The number of people sleeping rough in England has increased by 16 per cent in a year, according to government figures. The autumn 2016 figure was 4,134 rough sleepers, says the Department for Communities and Local Government (DCLG), compared to 3,569 in autumn 2015. The numbers are based on a ‘single night snapshot’ of street counts and ‘intelligence-driven estimates’ from local agencies such as the police, outreach workers, the voluntary sector and others.
The figures have now increased for six years in a row, and of the 4,134 rough sleepers in 2016, 17 per cent were EU nationals from outside the UK, 12 per cent were women, 7 per cent were under 25, and 3 per cent were from outside the EU.
London saw a 3 per cent increase on the previous year – to just under 1,000 people – compared to a 21 per cent increase in the rest of England, with London’s percentage of the total number of rough sleepers falling from 26 per cent to 23 cent. The local authority area with the highest number of people sleeping rough was the London borough of Westminster, at 260, followed by Brighton and Hove, at 144.
The official statistics are seen by many as an underestimate, however. According to the most recent figures from the Combined Homelessness and Information Network (CHAIN), which is managed by homelessness charity St Mungo’s, the total number of people seen sleeping rough in London by outreach workers during 2015-16 was more than 8,000 – an increase of 7 per cent on the previous year. Of those who had undergone a support needs assessment, 43 per cent had alcohol support needs, 31 per cent drug support needs and 46 per cent mental health support needs, while 13 per cent had all three.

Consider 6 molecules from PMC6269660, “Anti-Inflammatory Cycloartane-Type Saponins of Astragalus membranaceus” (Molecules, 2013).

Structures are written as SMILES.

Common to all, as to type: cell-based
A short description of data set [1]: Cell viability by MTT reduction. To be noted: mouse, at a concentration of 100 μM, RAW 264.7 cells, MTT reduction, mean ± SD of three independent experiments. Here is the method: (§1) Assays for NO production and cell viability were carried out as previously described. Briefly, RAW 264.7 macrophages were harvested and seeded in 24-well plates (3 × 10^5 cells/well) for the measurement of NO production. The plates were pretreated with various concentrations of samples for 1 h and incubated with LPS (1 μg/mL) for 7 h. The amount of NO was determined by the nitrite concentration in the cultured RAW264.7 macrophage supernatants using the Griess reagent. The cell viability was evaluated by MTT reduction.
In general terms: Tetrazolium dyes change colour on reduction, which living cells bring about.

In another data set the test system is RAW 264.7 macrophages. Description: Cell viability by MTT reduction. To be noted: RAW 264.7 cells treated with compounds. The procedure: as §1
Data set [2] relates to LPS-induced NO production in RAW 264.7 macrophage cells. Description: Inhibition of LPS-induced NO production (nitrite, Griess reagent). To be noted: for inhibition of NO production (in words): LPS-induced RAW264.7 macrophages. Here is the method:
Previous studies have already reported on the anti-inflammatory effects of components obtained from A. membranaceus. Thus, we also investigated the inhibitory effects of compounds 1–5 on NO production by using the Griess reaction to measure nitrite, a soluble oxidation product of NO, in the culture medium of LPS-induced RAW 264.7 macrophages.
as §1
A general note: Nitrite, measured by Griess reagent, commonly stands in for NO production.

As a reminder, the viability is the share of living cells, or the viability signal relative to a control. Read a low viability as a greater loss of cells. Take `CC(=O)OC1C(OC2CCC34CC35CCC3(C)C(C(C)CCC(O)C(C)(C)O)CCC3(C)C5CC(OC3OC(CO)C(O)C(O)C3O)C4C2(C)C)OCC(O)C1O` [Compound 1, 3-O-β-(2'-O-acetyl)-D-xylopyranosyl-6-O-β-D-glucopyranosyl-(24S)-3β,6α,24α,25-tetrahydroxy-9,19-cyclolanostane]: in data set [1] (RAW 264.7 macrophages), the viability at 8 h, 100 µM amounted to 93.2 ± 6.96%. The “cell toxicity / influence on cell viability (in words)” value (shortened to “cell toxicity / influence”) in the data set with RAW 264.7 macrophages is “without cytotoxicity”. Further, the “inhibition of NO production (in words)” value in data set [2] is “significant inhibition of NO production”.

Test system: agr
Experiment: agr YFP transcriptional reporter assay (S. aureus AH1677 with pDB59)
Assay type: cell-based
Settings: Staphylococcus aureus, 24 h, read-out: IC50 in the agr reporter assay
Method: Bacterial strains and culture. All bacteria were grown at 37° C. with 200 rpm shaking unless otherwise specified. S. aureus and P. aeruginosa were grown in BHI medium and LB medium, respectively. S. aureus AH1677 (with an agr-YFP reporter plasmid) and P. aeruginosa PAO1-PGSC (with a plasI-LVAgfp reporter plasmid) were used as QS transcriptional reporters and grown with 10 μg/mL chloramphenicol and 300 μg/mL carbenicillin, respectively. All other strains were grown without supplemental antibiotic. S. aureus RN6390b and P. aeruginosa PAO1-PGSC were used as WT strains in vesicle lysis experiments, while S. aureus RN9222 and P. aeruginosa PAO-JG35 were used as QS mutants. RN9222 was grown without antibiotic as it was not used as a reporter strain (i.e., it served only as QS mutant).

St Mungo’s chief executive Howard Sinclair said the figures were ‘nothing short of a scandal’, while Crisis chief executive Jon Sparkes said numbers were rising at an ‘appalling’ rate. ‘Rough sleeping ruins lives, leaving people vulnerable
to violence and abuse, and taking a dreadful toll on their mental and physical health,’ he said. ‘Our recent research has shown how rough sleepers are 17 times more likely to be victims of violence. This is no way for anyone to live. There is no time to waste. We need the government to take action on this issue, and we stand ready to work with officials to plan and deliver an ambitious new approach. It’s time we came together to put an end to this scandal – government, local authorities and charities.’
Statistics at www.gov.uk